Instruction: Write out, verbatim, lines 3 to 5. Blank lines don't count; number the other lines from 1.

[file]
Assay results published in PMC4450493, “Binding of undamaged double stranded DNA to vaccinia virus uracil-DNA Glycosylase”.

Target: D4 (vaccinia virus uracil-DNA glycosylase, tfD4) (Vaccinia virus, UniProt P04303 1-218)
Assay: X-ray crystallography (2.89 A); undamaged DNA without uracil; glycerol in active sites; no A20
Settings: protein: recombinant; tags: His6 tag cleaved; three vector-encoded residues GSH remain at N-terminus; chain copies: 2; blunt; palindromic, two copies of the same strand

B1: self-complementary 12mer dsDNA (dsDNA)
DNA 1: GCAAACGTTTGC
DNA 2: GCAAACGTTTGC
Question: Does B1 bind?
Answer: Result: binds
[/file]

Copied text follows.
Assay: X-ray crystallography (2.89 A); undamaged DNA without uracil; glycerol in active sites; no A20
Settings: protein: recombinant; tags: His6 tag cleaved; three vector-encoded residues GSH remain at N-terminus; chain copies: 2; blunt; palindromic, two copies of the same strand

B1: self-complementary 12mer dsDNA (dsDNA)